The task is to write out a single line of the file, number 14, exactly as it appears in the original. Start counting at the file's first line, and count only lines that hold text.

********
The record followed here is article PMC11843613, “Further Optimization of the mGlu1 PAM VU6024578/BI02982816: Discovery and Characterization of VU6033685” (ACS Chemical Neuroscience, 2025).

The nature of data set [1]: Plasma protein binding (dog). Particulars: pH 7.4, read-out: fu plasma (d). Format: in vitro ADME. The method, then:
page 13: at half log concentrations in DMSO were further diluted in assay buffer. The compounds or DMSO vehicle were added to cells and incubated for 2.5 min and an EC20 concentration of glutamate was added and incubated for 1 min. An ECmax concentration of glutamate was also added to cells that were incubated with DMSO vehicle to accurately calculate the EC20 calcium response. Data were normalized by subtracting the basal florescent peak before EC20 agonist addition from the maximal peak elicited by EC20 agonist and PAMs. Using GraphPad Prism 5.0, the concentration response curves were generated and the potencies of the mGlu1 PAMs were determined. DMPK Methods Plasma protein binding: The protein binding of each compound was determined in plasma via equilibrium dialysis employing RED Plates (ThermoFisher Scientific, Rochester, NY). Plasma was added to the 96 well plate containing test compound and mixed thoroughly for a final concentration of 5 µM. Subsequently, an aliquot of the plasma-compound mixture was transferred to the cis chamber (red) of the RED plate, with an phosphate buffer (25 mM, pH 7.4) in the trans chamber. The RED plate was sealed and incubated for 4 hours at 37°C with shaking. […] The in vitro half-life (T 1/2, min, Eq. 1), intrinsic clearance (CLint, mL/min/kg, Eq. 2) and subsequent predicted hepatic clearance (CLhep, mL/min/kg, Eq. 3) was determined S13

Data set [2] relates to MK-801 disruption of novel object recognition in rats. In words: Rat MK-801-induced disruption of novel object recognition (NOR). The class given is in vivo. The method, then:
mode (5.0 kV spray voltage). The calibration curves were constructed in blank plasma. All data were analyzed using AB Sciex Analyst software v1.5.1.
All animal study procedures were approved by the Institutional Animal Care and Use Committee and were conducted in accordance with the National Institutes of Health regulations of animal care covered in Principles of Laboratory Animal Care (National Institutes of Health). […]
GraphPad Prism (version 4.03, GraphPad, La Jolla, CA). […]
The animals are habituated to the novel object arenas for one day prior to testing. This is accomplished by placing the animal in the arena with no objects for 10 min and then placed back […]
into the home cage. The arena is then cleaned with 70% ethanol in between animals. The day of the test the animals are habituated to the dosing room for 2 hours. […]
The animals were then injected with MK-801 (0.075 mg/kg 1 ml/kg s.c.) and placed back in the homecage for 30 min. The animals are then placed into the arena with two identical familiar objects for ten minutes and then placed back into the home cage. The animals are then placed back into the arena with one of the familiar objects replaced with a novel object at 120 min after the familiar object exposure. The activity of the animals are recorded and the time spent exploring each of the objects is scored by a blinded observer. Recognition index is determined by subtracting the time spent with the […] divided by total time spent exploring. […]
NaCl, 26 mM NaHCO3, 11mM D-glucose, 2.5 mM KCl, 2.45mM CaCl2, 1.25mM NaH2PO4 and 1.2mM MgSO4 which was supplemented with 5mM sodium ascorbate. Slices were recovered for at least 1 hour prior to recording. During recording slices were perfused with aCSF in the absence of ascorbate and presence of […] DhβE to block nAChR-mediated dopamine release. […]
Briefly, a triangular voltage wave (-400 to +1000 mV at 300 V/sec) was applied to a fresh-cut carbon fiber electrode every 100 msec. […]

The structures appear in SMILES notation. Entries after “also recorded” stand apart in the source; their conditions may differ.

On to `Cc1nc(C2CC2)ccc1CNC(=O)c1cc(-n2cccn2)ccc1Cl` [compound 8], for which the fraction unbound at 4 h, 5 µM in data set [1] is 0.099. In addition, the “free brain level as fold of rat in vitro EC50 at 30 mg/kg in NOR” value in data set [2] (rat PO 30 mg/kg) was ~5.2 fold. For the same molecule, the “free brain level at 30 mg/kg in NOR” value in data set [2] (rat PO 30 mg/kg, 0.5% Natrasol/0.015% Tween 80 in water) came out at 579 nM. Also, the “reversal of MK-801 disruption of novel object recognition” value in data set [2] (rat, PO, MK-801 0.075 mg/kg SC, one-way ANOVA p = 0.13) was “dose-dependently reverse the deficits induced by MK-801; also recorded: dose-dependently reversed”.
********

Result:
On to `Cc1nc(C2CC2)ccc1CNC(=O)c1cc(-n2cccn2)ccc1Cl` [compound 8], for which the fraction unbound at 4 h, 5 µM in data set [1] is 0.099. In addition, the “free brain level as fold of rat in vitro EC50 at 30 mg/kg in NOR” value in data set [2] (rat PO 30 mg/kg) was ~5.2 fold. For the same molecule, the “free brain level at 30 mg/kg in NOR” value in data set [2] (rat PO 30 mg/kg, 0.5% Natrasol/0.015% Tween 80 in water) came out at 579 nM. Also, the “reversal of MK-801 disruption of novel object recognition” value in data set [2] (rat, PO, MK-801 0.075 mg/kg SC, one-way ANOVA p = 0.13) was “dose-dependently reverse the deficits induced by MK-801; also recorded: dose-dependently reversed”.